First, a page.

Coffee shops around the world are supplying us with energy and lift our spirits every day. They’re also not just commercial space but also social gathering areas, perfect for casual and impromptu meetings. So often we take them for granted and we simply expect these places to be warm and welcoming without stopping to appreciate their design and all the elements which make that possible. Today we make it happen. We’ve gathered below some of our favorite coffee shop designs and we’re ready to share them with you.
It would be very easy to miss this tiny takeaway coffee shop if not for its black design with vertical slats which help it stand out from the rest of the structures in the area. The interior measures only 3 square meters. The coffee shop is called “The coffee” and occupies a small space next to a restaurant. It was designed by studio Boscardin.Corsi Arquitetura.
The interior design of this coffee shop from Shanghai was inspired by coffee itself. This was a project completed by architect Alberto Caiola who created a sculptural ceiling with black undulating lines, reminiscent of waves and the vapors of the coffee. The shop also featured an eye-catching wall insulation made with a variety of Moka coffee pots in various sizes.
This is the Churro Bunny, a tiny shop in South Korea which serves takeaway coffee and a few other things. It was designed by studio M4 and it looks very cheerful. The bright yellow surfaces make it stand out from the surrounding shops and structures, giving it a cute and friendly look.
The concept behind the design of this coffee shop from Hong Kong was to connect the customers and the passers-by. The shop is called Elephant Grounds and was designed by James JJ Acuna of JJA / Bespoke Architecture using simple, warm materials and following a modern aesthetic with subtle rustic-industrial vibes.
The Takava coffee shop is located in Kiev, Ukraine and was a project completed by studio YUDIN Design. It’s defined by a warm and welcoming aesthetic with industrial influences. The warm wood facade draws people in while also framing the entrance and emphasizing the height of the space. A key design element is a wooden shelving unit with backlighting which highlights a series of items put on display.
Originally just a small alleyway between two buildings, the Happy Bones NYC is a charming coffee shop located in the SoHo neighborhood of New York City. It was designed and built by UM Project in collaboration with Ghislaine Viñas Interior Design.Its interior is simple and inviting, with painted brick walls and exposed beams adorned with display shelves and artwork.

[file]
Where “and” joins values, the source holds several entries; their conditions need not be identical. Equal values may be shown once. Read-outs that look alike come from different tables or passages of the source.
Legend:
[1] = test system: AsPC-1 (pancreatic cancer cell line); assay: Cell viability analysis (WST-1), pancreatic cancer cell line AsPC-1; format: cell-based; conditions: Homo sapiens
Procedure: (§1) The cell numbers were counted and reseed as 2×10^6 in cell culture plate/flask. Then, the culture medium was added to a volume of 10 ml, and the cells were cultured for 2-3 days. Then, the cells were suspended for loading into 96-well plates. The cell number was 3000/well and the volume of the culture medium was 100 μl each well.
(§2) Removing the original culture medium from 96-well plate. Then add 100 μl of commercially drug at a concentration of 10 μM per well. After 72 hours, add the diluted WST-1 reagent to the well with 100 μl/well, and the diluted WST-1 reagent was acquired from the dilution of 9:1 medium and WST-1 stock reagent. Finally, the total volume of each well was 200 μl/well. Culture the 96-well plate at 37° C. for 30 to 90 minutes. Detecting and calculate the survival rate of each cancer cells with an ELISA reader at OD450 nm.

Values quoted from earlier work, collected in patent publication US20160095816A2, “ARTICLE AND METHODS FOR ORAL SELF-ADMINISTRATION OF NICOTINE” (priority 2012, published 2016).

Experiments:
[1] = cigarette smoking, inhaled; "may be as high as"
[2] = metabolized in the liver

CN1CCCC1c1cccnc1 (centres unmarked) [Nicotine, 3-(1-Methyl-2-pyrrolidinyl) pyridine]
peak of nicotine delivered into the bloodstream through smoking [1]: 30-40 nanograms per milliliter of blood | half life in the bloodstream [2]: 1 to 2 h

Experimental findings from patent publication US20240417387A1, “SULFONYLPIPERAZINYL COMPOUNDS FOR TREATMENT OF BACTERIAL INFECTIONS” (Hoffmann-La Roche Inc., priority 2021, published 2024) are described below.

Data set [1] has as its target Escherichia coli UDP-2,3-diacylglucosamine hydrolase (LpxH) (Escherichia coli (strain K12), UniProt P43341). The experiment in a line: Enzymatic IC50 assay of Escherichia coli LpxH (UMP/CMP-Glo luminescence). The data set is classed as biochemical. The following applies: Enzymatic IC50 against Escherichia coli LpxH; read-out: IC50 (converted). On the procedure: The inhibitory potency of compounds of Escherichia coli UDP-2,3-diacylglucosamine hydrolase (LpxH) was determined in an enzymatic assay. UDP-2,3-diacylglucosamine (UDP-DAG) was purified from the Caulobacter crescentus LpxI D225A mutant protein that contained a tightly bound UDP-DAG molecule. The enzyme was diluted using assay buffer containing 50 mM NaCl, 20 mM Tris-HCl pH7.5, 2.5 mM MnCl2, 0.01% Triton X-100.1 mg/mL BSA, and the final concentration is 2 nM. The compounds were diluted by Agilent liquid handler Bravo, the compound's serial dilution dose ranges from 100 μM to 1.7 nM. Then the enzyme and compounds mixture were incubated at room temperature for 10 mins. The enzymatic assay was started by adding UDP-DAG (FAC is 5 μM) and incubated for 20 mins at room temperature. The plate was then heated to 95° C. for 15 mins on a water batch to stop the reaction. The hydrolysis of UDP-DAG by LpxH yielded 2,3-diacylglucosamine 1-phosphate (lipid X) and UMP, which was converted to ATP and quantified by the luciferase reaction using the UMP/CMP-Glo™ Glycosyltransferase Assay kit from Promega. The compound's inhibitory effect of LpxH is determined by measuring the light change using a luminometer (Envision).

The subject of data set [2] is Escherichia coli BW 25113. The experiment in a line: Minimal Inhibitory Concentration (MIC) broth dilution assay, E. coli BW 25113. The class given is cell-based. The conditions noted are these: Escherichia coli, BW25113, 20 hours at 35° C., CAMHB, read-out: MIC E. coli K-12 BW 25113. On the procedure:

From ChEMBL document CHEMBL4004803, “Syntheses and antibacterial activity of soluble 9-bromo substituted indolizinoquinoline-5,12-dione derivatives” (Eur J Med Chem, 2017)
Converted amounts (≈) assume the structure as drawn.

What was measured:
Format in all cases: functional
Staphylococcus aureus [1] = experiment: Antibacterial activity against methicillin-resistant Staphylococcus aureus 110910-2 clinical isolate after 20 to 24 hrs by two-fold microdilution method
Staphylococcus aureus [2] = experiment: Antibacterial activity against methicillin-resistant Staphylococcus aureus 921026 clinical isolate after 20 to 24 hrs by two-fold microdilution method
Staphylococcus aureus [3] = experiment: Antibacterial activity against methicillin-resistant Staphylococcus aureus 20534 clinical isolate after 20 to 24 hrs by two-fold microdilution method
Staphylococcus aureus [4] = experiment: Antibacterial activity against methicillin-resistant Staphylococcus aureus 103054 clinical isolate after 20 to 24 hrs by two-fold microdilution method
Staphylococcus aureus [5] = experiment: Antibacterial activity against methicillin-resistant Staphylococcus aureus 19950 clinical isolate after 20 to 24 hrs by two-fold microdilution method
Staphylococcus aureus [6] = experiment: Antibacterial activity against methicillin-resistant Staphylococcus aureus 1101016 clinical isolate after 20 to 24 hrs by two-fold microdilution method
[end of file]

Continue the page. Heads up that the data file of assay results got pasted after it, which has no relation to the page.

A lot of small coffee shops started out as something else and this place in Budapest is no different. This was originally a ground floor flat in a building dating back to 1812. The transformation was a project done by sporaarchitects and it revealed some of the building’s beautiful original features such as the vaulted brick ceilings and walls. They give the coffee shop a bohemian look.
The Big Small Coffee from Beijing was designed by studio Office AIO. It’s a small and welcoming coffee shop which aims to impress with good coffee and service to match, hence the name. The interior is not very remarkable nor does it strive to be, the focus being on creating a welcoming and friendly atmosphere where customers feel comfortable.
This is the Daily Dose, a small coffee shop from Kalamata, Greece. It was designed by Andreas Petropoulos and it only measures 20 square meters across. The color palette is limited to the timeless black and white combo complemented by wood accents which add warmth and character to the design. The high ceiling adds dimension to the shop and prevents it from feeling tiny and unwelcoming.
The Oop coffee shop is located in Savassi, Brazil and was designed by PAA Commercial Architecture + Marina Garcia. It stands out from all the other shops and restaurants thanks to its minimalist design, dark facade and large expanses of glass which expose the interior to everyone passing by, connecting the shop and its potential customers. Inside, low-hanging cord lights highlight the double-height volume, being complemented by a series of horizontal accent lights along the walls.
This friendly-looking place with huge glass doors is a tea shop located in Tokyo. It serves a wide selection of green teas so technically it’s not a coffee shop. It has a minimalist design inside and out, featuring a bar at the center, with stool placed around it. The walls are bare and white and the lighting is soft, creating a welcoming and pleasant ambiance. The shop is known for its unique process of a hand dripping tea, a technique developed by the owners. The shop’s name is Tokyo Saryo.